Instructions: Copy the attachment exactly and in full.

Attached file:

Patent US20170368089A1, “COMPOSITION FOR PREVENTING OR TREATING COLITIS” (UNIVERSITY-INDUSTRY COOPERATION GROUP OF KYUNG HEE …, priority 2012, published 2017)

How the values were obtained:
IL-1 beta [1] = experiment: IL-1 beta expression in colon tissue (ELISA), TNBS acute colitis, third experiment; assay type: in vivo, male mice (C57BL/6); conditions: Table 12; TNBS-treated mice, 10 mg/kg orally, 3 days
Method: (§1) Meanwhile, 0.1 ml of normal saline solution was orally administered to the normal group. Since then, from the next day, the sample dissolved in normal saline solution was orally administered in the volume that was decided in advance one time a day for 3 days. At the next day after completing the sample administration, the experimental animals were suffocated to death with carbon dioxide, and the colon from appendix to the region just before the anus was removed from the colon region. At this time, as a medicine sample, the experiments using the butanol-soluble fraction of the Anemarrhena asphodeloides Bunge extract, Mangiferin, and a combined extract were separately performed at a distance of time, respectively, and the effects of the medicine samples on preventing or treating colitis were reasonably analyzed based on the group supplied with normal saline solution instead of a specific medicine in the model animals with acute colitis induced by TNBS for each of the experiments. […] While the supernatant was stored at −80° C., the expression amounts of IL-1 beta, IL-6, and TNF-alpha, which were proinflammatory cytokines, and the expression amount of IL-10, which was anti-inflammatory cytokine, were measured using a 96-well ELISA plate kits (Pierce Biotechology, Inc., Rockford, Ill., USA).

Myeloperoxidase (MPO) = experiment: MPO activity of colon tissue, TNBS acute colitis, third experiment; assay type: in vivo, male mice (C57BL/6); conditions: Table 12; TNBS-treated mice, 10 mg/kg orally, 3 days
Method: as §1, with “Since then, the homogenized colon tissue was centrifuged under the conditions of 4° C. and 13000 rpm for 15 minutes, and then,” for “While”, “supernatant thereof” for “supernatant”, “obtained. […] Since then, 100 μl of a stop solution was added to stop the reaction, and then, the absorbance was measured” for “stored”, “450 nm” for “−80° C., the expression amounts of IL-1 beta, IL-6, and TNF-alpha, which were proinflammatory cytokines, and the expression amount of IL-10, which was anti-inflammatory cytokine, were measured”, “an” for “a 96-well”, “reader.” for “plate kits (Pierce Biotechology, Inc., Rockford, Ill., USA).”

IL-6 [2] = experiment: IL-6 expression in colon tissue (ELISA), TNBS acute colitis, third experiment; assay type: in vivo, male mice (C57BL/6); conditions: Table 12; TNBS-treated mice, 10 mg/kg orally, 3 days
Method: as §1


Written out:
Patent US20170368089A1, “COMPOSITION FOR PREVENTING OR TREATING COLITIS” (UNIVERSITY-INDUSTRY COOPERATION GROUP OF KYUNG HEE …, priority 2012, published 2017)

How the values were obtained:
IL-1 beta [1] = experiment: IL-1 beta expression in colon tissue (ELISA), TNBS acute colitis, third experiment; assay type: in vivo, male mice (C57BL/6); conditions: Table 12; TNBS-treated mice, 10 mg/kg orally, 3 days
Method: (§1) Meanwhile, 0.1 ml of normal saline solution was orally administered to the normal group. Since then, from the next day, the sample dissolved in normal saline solution was orally administered in the volume that was decided in advance one time a day for 3 days. At the next day after completing the sample administration, the experimental animals were suffocated to death with carbon dioxide, and the colon from appendix to the region just before the anus was removed from the colon region. At this time, as a medicine sample, the experiments using the butanol-soluble fraction of the Anemarrhena asphodeloides Bunge extract, Mangiferin, and a combined extract were separately performed at a distance of time, respectively, and the effects of the medicine samples on preventing or treating colitis were reasonably analyzed based on the group supplied with normal saline solution instead of a specific medicine in the model animals with acute colitis induced by TNBS for each of the experiments. […] While the supernatant was stored at −80° C., the expression amounts of IL-1 beta, IL-6, and TNF-alpha, which were proinflammatory cytokines, and the expression amount of IL-10, which was anti-inflammatory cytokine, were measured using a 96-well ELISA plate kits (Pierce Biotechology, Inc., Rockford, Ill., USA).

Myeloperoxidase (MPO) = experiment: MPO activity of colon tissue, TNBS acute colitis, third experiment; assay type: in vivo, male mice (C57BL/6); conditions: Table 12; TNBS-treated mice, 10 mg/kg orally, 3 days
Method: as §1, with “Since then, the homogenized colon tissue was centrifuged under the conditions of 4° C. and 13000 rpm for 15 minutes, and then,” for “While”, “supernatant thereof” for “supernatant”, “obtained. […] Since then, 100 μl of a stop solution was added to stop the reaction, and then, the absorbance was measured” for “stored”, “450 nm” for “−80° C., the expression amounts of IL-1 beta, IL-6, and TNF-alpha, which were proinflammatory cytokines, and the expression amount of IL-10, which was anti-inflammatory cytokine, were measured”, “an” for “a 96-well”, “reader.” for “plate kits (Pierce Biotechology, Inc., Rockford, Ill., USA).”

IL-6 [2] = experiment: IL-6 expression in colon tissue (ELISA), TNBS acute colitis, third experiment; assay type: in vivo, male mice (C57BL/6); conditions: Table 12; TNBS-treated mice, 10 mg/kg orally, 3 days
Method: as §1